“We have been able to change the dialogue in our country, from ‘Where are we going to cut our budget and spending?’ to creating jobs and seriously looking at economic equalities.”
Those were the words that Justin Wedes told the BBC. Justin is a member of the New York General Assembly, the organization responsible for organising Occupy Wall Street.
The Occupy Movement is far from over.
Although many of the camps across America may have been broken up by police and numerous protestors arrested, the fact still remains that Occupy protestors have achieved a two-month longevity that is rare for traditional demonstrations and protests.
A Collective Global Movement
Over 950 different cities and 82 countries worldwide have organized to demonstrate what essentially boils down to the same set of political values and beliefs.
As officials increase efforts to eradicate the presence of protestors, most of the world is coming to recognize the movement as one of the most successful protests in history.
Of course, there may be some that would contest the notion that the Occupy Movement has been, and is continuing to be at all successful.
Whilst measuring the success of a protest is difficult, you cannot deny the durability of the Occupy Movement – two months is a long time to literally occupy a park in a city like New York.
Not to mention the speed in which the Occupy protests tidal-waved across America and the rest of the world. Then there’s the idea of changing the “dialogue of our country”, a message that’s so intense, widespread and communal that citizens in 950 cities worldwide felt compelled to take a stand as well.
In this sense, the Occupy movement can only be described as a “success”.
Uniqueness of Collectivism
The very fact that these worldwide protests have been grouped together and titled a movement denotes a degree of success, or at least recognition and preeminence.
According to Charles Tilly, an American sociologist, political scientist, and historian who wrote about the relationship between politics and society, social movements are “a major vehicle for ordinary people’s participation in public politics,” and can be defined as being “A series of contentious performances, displays and campaigns by which ordinary people made collective claims on others.”
It could be argued that it has been the collectivism that has made the Occupy protests so unique. Occupy movements around the U.S. include people of many different ethnicities, backgrounds, ages.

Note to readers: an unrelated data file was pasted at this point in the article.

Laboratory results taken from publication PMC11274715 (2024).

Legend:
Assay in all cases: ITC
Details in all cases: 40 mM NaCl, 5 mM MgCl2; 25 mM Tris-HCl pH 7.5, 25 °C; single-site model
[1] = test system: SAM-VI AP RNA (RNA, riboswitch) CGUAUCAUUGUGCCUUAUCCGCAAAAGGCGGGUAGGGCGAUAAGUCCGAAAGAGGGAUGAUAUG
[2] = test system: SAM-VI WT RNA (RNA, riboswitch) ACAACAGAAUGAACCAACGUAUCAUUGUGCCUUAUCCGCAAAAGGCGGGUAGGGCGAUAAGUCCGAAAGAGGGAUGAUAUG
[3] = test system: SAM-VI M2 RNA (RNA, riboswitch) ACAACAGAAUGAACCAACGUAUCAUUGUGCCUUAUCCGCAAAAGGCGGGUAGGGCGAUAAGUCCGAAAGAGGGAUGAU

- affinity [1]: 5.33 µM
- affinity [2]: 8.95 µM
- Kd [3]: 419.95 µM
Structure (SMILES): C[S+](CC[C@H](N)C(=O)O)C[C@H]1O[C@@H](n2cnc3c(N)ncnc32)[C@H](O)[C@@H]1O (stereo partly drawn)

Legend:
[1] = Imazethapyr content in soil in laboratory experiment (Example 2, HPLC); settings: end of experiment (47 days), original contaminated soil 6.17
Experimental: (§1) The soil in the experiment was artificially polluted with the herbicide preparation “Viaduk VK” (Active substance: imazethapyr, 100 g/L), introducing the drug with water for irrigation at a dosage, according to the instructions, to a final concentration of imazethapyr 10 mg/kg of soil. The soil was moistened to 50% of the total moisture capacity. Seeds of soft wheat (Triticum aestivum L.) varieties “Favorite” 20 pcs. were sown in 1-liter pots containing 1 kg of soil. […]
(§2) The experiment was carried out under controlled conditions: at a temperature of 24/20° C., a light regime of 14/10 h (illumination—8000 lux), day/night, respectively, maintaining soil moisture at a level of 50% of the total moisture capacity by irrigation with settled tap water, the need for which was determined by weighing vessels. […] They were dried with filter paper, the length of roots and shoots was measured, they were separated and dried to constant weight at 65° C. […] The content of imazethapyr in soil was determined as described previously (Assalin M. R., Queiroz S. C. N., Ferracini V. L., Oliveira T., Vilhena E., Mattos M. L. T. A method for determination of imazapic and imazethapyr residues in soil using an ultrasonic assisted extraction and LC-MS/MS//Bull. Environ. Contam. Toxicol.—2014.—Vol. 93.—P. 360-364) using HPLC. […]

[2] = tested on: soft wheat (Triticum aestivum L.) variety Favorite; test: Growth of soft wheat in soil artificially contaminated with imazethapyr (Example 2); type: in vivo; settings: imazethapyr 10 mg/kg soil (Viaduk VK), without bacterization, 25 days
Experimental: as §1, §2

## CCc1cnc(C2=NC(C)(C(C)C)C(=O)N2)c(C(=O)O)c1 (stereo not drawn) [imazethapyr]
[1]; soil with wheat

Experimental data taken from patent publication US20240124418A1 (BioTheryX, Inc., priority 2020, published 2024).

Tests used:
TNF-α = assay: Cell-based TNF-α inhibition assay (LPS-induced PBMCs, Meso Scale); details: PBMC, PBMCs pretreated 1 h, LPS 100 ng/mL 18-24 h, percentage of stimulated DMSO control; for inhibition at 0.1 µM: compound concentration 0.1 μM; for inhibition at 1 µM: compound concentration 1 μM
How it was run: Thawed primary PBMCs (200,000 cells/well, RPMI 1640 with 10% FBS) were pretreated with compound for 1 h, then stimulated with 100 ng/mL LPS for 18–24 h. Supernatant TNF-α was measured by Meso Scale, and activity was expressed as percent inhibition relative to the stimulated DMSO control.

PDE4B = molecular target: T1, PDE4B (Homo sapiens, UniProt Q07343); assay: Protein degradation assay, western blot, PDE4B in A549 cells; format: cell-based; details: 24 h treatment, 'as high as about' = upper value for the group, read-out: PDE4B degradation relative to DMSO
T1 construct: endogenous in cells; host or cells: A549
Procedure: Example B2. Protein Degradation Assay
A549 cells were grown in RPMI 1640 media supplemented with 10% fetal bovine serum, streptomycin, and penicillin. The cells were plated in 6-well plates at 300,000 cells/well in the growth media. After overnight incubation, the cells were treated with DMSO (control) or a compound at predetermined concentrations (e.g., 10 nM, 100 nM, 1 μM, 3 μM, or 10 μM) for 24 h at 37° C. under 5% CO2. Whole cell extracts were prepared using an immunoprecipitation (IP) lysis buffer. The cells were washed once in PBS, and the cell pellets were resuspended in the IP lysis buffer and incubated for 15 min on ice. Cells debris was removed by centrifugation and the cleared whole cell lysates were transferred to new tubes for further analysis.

Including the global stage, the movement has become borderless, where citizens of many countries collectively protest about the same political and social inequalities.
That has made the Occupy protests the dynamic movement that it is today.
Peaceful Vs. Violent
On top of this collective political unrest that seems to be shared throughout the world at present, another reason the Occupy movement has succeeded where other protests have failed, could be pinned down to the way in which the Occupy movement has been carried out.
Unlike the violence, bedlam and chaos that Britain’s cities were subjected to in the summer, as an angry mob of youths wreaked havoc on the streets, the Occupy movement has been essentially responsible, non-violent and practical.
When you are petrol bombing cars, smashing shop windows and looting its contents and setting fire to anything that stands in your way, you might get noticed, but sooner or later, you are going to be stopped and arrested for your actions.
Whilst a large percentage of the British population reviled practically every young ‘hoodie’ in the UK during the summer, a large percentage of the world’s population is currently in favor of the Occupy protesters.
UK citizens disagree with corporate greed and therefore agree with the protestors’ messages. UK citizens are in favour of solutions that will actually be beneficial to the country’s economy.
Those are the basic values of the Occupy protestors, and UK citizens feel a degree of admiration for that.
Many Reasons for Success
It is the combination of a general consensus, as well as the fact that the movement is being conducted in a responsible, non-violent and practical way that has been the key to its success.
Referring to the activists that set up camp in New York City on the first night of the Occupy Wall Street protests on September 17, Justine Wedes told the BBC:
“It was a young group, a fierce group. People were daring. They were looking to go out on a limb and get arrested for things they believe are true and right.”
This youthful enthusiasm, energy and daringness led protestors with a sensibility to not cause too much public disorder to whip up media attention. They blocked a bridge, and became enough of a nuisance to the authorities to draw the media.
With a set of values and beliefs shared collectively across the world, you have the makings of a truly successful protest in the Occupy movement.
Despite crackdowns from mayors and police, with its global respect and growing support base, the movement is far from over.TopSecretWriters.com